Florida Waterfront Law

Florida Waterfront Law David M. Levin is a shareholder with the law firm of Icard, Merrill, Cullis, Timm, Furen & Ginsburg, Mr.

Levin has been involved in environmental rule making and administrative rule challenges, and has represented both public and private clients in environmental litigation before federal, state, and administrative tribunals. Levin has authored several published articles on environmental law topics and is a frequent lecturer on the subject. Levin has represented both private and public clients in envi

ronmental permitting and enforcement matters including, but not limited to:

Federal, state & local dredge & fill permitting

Coastal Construction

Dock, seawall and marina permitting

Mangrove alteration

Stormwater discharges

Wastewater collection and treatment

Landfill permitting and operation

Groundwater contamination

Environmental Audits

State submerged lands

Real property transactions


On September 5, 2017 the Florida Department of Environmental Protection issued Emergency Final Order No. 17-0989 covering the following topics of particular relevance to the owners of waterfront and near waterfront properties: Environmental Resource; Dredge and Fill, and Surface Water Management Activities (excludes activities seaward of State’s Coastal Construction Control Line); Coastal Construction Control Line Activities; Activities Requiring Local Authorization; Authorization to Use State Owned Submerged Lands. The emergency demolition, repair, rebuilding, etc. of structures in or near the water is likely to be regulated/authorized by the provisions of the Emergency Final Order. A detailed summary of Emergency Final Order No. 17-0989 and a full copy thereof can be found on my website, FLwaterfront.com


News video from Houston clearly shows how devastating and life-threatening several feet of flood waters can be to the ground floor of residences in harms way. Now consider the fact that in Charlotte, Lee, Manatee and Sarasota Counties, we have hundreds, if not thousands of residences within FEMA “A” and “V” Flood Zones with illegally created ground floor living space. The contents of such unpermitted non-conforming space are not insurable, but more importantly, such space is dangerous. Do buyers of such residences know this? Not unless sellers with knowledge make full disclosure, or buyers have an attorney with experience in such matters conduct a thorough due diligence review on behalf of the buyer as part of the title work and closing. Closings conducted by someone without the expertise to perform a thorough review of the status of the residence for FEMA compliance may cause the buyer more than simply a loss of property, it may cost the buyer his/her life, or the lives of their family. What happened in Houston will happen here.


President Trump Issues Executive Order Repealing President Obama’s Executive Order Raising Flood Insurance Rates. Will Hurricane Harvey Cause President Trump To Reverse Course?
Overshadowed by the tragic events in Charlottesville, NC a couple of weeks ago, on August 15 President Trump issued an Executive Order which may result in significant beneficial impacts upon waterfront and near waterfront property owners. President Trump’s Executive Order repealed an Executive Order issued in 2015 which had the immediate effect of increasing flood insurance premiums for many existing policy holders, and raising the cost of all new policies.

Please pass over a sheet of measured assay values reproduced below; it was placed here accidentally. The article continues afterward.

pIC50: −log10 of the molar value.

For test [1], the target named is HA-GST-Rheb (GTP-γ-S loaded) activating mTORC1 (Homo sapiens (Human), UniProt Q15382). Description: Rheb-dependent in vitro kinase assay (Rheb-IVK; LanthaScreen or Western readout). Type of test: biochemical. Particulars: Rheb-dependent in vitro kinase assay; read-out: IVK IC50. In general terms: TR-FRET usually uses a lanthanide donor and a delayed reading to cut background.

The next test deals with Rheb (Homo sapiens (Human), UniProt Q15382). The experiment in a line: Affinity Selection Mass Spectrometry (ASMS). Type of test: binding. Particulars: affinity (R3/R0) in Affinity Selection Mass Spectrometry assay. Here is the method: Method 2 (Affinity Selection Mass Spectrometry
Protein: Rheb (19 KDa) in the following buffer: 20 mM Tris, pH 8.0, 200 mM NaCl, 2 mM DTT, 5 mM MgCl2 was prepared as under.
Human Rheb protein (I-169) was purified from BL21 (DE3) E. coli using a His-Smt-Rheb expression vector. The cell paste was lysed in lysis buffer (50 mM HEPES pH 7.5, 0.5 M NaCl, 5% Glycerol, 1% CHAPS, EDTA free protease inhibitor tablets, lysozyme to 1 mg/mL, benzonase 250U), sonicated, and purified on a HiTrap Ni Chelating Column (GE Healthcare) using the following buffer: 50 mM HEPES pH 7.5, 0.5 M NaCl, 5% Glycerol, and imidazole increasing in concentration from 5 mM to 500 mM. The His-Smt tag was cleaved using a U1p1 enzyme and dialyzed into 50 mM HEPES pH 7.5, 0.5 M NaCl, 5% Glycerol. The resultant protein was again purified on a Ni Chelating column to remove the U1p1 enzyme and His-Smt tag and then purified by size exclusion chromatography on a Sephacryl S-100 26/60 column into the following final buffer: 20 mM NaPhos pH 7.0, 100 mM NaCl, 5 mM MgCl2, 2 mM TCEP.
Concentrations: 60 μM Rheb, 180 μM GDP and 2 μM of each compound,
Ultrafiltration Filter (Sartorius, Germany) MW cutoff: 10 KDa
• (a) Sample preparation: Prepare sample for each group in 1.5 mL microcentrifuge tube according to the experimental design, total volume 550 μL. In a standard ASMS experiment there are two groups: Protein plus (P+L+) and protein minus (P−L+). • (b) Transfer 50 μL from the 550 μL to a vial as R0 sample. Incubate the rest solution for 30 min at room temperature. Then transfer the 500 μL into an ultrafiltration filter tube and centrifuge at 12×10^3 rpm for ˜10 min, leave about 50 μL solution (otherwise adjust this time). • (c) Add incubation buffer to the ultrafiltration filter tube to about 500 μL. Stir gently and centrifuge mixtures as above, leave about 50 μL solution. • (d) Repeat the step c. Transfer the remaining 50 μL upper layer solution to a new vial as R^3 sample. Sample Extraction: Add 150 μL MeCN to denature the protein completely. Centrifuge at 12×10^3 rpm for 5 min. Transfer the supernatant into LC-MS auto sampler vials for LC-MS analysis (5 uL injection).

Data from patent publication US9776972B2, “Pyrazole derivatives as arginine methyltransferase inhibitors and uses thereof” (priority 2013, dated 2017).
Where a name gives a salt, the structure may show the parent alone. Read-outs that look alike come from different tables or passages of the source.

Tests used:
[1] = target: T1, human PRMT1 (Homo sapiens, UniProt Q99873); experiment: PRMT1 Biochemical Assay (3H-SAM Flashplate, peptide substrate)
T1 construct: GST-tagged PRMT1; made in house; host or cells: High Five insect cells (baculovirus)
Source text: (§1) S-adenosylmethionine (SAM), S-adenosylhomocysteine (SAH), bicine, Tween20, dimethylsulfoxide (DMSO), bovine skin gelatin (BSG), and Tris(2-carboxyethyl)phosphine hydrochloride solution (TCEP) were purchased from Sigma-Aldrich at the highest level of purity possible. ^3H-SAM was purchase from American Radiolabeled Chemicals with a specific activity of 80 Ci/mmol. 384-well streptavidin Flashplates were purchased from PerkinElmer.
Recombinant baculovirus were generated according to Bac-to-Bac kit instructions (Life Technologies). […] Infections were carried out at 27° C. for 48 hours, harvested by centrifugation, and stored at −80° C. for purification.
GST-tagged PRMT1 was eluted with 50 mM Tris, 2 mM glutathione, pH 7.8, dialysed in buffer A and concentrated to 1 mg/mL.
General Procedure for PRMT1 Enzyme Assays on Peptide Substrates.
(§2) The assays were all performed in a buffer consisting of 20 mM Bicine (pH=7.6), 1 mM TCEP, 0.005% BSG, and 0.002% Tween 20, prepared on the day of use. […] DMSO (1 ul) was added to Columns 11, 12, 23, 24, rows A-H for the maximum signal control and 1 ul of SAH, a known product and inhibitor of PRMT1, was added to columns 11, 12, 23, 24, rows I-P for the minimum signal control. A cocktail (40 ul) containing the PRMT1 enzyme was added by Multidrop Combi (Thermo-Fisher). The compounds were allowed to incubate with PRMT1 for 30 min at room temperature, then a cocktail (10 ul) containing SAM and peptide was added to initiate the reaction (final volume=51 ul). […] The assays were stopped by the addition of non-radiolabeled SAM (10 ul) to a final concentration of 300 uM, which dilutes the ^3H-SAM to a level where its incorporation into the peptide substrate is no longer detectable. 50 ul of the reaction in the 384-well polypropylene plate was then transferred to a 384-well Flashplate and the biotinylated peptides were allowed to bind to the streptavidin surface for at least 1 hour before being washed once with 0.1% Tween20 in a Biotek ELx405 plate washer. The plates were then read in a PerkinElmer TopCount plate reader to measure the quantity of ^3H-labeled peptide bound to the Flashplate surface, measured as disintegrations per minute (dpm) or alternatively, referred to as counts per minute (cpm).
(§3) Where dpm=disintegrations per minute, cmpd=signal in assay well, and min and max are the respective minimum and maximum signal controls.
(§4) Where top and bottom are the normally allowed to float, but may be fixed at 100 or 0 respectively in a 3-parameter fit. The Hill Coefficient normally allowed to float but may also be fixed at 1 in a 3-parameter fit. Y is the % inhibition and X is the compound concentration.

President Obama’s Executive Order also provided funding to FEMA to update its Flood Insurance Rate Maps (“FIRM’s”) which, in many cases increased minimum required Base Flood Elevations, causing millions of heretofore conforming residential structures to become “non-conforming”, and thus subject to the “FEMA 50% Rule”, limiting the opportunity for additions and remodeling.
One of the primary purposes of President Obama’s Executive Order was to remove what was perceived to be artificially low, taxpayer subsidized federal flood insurance premiums. Instead of perpetuating what was considered to be “politically based” flood insurance rates, the Obama Executive Order directed FEMA to develop “risk based” rates. It had been found that the “politically based” rates were for many years resulting in a shortfall of federal funds needed to pay the claims of property owners whose structures were damaged by covered storm events. The mandated “risk based” rates would have required property owners in FEMA “A” and “V” Zones to pay flood insurance premiums commensurate with the potential for damage due to the elevation of their structure in relation to the potential source of flooding.
President Trump’s repeal of the Obama Executive Order appears to be intended to halt further efforts by FEMA to develop “risk based” flood insurance rates. This could allow for a maintenance of the lower “politically based” flood insurance rates. As a result of President Trump’s Executive Order, it may also be expected that the next round of FIRM updates, intended to update FEMA’s flood zone maps along the Gulf of Mexico, will be delayed indefinitely. This will maintain the status quo for the minimum flood elevation for existing residences, thereby avoiding their classification as “non-conforming”.
It will remain to be seen how the unprecedented flooding in Texas from Hurricane Harvey will affect President Trump’s recent action. The massive number of flood damage claims sure to result from the hurricane will bring renewed attention to the fact that FEMA’s National Flood Insurance Program remains underfunded, and will remain so without “risk based” flood insurance rates. The recent hurricane will also likely spur calls for funding to update FEMA’s flood zone maps based upon the latest data, to ensure new construction to be elevated above predicted storm surge and flooding.
Stay tuned.

Timeline Photos

Timeline Photos

House flipping Waterfront Property Style

House flipping Waterfront Property Style


Code Violations do follow to the new home buyer thus due diligence is essential.

Timeline Photos

Timeline Photos